Let’s Talk Paper!
Hey, Y’all!! Keeping with the theme of stationery, today I will provide some basic information about paper sizing. We all know that there are different sizes and types of paper available for purchase but possibly not the exact sizing. How does this information help you? Well, if you like to schedule your daily life then a planner may be necessary. Planners come in a variety of sizes and finding your planner peace often depends on finding the perfect size planner that suits your needs. This is also true when deciding on notebooks sizes.
You don’t have to be into planning to benefit from the following information. The sizes of paper matter when printing as well.
Paper sizes are measured on a standard paper size scale. International standard (ISO) specifies paper sizes used in most countries except for the U.S. and Canada which size their own sizing standard.
There are a lot of mathematical formulas behind A, B, and C paper sizes but the common feature is that any successive paper size measurement is determined by halving the dimensions of the preceding one.
Notebook Paper Size A Series
A3 11.7 X 16.5 inches
A4 8.3 X 11.7 inches
A5 5.8 X 8.3 inches
A6 4.1 X 5.8 inches
A7 2.9 X 4.1 inches
Examples of commonly printed items are:
Remember: The larger the number, the smaller the paper size.
Notebook Paper Size B Series
B5 6.9 X 9.8
B6 4.9 X 6.9
B7 3.5 X 4.9
Paper Weight (GSM)
Grams per meter squared (GSM) refers to the paper’s weight, its thickness. Generally the thicker/heavier the paper, the better its quality, unless we consider Japanese papers and then we have a new ball game. Japanese stationer’s bring a different contender to the game of paper in terms of quality. They offer thin, soft papers for calligraphy that show no bleed through. That makes for a separate post.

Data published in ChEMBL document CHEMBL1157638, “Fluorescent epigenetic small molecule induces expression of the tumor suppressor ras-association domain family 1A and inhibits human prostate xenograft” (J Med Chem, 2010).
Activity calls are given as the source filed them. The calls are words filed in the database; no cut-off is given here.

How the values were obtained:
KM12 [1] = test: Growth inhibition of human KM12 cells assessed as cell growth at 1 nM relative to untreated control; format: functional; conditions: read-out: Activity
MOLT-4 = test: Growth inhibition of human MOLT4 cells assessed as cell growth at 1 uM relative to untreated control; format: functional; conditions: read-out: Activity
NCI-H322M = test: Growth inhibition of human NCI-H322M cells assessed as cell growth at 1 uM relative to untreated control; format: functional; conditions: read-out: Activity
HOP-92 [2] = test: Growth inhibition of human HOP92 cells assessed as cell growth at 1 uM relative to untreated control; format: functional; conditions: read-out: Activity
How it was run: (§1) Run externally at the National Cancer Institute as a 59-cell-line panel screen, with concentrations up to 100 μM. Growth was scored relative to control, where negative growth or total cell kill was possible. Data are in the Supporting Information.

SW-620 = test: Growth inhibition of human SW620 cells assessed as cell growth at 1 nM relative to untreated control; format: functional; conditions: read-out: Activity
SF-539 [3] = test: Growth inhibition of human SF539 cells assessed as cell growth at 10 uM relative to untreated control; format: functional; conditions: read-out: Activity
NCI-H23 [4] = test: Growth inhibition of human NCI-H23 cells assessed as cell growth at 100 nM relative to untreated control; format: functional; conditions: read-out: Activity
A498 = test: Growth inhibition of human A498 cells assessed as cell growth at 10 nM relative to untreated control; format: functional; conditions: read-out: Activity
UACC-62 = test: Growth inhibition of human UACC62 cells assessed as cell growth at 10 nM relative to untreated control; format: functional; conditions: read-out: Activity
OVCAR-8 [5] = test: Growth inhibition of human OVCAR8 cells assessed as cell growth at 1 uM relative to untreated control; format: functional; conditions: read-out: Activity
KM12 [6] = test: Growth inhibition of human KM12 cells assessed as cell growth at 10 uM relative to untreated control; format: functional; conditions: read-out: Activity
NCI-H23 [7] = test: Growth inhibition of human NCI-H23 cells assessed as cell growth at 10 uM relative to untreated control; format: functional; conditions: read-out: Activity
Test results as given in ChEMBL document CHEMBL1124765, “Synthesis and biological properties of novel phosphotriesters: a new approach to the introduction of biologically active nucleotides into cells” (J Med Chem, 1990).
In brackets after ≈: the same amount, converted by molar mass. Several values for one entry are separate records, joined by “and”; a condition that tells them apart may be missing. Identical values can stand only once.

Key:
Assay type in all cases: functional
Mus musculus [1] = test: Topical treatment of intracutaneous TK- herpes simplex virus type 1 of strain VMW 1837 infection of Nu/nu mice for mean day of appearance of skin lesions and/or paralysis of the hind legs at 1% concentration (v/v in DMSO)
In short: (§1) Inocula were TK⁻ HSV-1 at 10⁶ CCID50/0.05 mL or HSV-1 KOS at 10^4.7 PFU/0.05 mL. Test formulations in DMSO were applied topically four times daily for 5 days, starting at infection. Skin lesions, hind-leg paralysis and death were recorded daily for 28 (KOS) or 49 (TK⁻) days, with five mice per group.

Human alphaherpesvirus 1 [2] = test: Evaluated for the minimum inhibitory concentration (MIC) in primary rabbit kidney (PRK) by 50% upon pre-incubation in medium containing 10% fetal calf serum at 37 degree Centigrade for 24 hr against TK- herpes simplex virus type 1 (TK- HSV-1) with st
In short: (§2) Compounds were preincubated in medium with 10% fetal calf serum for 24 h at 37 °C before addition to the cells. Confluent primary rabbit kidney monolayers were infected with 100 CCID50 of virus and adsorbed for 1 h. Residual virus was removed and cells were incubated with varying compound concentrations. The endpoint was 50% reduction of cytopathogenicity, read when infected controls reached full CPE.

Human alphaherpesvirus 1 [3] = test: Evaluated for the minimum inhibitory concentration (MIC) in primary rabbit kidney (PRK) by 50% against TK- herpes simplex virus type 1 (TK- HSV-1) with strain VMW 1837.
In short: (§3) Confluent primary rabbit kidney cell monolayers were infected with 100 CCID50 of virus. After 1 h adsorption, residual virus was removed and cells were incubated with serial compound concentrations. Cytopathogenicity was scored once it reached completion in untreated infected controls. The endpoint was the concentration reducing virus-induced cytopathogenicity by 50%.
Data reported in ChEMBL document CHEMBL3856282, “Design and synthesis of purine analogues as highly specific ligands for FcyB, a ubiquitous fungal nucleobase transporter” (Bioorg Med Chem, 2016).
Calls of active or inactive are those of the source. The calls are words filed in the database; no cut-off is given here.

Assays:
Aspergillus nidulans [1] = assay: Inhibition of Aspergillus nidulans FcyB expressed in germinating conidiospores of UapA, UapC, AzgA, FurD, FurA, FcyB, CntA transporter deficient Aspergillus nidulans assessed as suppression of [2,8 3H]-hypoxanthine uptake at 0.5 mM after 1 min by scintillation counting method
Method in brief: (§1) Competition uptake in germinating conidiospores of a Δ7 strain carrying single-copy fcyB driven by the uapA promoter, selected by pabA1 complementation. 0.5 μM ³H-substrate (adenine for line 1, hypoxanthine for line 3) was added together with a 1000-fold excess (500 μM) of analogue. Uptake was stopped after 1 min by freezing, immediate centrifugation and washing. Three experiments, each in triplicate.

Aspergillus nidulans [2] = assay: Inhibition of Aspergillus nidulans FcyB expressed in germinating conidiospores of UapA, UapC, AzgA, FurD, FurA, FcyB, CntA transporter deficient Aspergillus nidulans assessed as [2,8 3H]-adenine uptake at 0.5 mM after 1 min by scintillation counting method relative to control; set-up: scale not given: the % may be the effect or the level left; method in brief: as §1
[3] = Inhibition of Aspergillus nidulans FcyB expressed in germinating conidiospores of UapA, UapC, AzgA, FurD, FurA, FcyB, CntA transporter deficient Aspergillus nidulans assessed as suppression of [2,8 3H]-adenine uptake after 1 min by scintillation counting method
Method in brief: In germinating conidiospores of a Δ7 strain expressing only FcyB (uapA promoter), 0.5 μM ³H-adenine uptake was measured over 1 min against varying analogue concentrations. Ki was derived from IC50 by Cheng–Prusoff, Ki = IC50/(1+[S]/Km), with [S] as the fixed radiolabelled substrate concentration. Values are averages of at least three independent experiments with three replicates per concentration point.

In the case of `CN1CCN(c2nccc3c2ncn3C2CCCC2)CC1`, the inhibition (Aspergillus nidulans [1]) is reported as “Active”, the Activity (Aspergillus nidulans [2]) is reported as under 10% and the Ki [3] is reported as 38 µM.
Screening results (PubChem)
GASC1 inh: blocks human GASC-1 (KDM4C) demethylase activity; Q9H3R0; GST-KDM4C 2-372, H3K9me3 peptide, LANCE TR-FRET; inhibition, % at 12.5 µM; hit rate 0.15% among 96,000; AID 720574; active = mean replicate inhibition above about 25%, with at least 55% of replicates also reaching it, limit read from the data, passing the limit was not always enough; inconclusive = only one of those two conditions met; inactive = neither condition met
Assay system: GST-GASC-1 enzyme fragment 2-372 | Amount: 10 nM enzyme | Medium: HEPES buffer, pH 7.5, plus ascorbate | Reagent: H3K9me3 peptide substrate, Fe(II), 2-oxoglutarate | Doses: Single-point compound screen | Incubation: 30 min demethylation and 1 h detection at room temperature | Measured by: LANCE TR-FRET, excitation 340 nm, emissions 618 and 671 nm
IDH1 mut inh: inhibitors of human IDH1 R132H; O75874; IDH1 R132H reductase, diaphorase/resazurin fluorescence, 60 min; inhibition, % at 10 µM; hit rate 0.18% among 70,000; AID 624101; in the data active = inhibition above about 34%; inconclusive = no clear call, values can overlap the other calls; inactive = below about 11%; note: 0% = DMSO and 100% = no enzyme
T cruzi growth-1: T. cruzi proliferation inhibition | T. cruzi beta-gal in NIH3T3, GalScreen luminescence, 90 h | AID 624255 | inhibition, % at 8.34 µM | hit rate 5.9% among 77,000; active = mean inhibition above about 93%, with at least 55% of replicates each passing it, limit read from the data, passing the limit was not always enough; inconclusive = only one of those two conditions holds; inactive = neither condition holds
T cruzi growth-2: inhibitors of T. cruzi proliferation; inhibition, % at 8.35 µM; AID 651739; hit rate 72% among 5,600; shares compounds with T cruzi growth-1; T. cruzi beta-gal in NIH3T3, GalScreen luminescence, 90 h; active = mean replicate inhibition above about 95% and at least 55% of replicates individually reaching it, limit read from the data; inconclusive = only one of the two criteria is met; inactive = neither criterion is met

Back to standard paper – The thicker the paper the less tendency to bleed through or feather when using wet ink pens, ie. fountain pens. I prefer marker pens which have a tendency to bleed through when using writing paper but with a thicker stock paper, it does not.
Types of Paper
- Text paper (office paper) ~ lightweight 20 lbs budget-friendly, medium 22-24lbs, heavy 28-32 lbs pen will not bleed through
- Bristol ~ lightest cardstock, most commonly used, 100lb for card making projects
- Index ~ sturdier cardstock, smoother than Bristol
- Cover ~ much thicker, invitations, cards
Both uncoated and coated papers can have a polished finish. The polished types are gloss, semi-gloss, silk, and matte.
7 Categories of Paper
- Printing paper
- Writing paper
- Wrapping paper
- Blotting paper
- Drawing paper
- Handmade papers
- Specialty paper
Need to Know Info: Paper has a history that can be traced back to the 2nd-century in China. The use of paper has a large impact on the environment in terms of trash and deforestation. The use and production of recycled paper are more prevalent today because of environmental factors.
The extent of information provided is condensed, as you can imagine the scope of information related to stationery. If you work in an office setting you are likely to have learned about paper sizing, type, and finish without realizing you have done so. Printing requires paper settings to achieve a desired result. Next time you are printing, take note of the settings and the options you are given, This is an easy way to familiarize yourself with the information you just read in terms of real life situations.
*information source: Wikipedia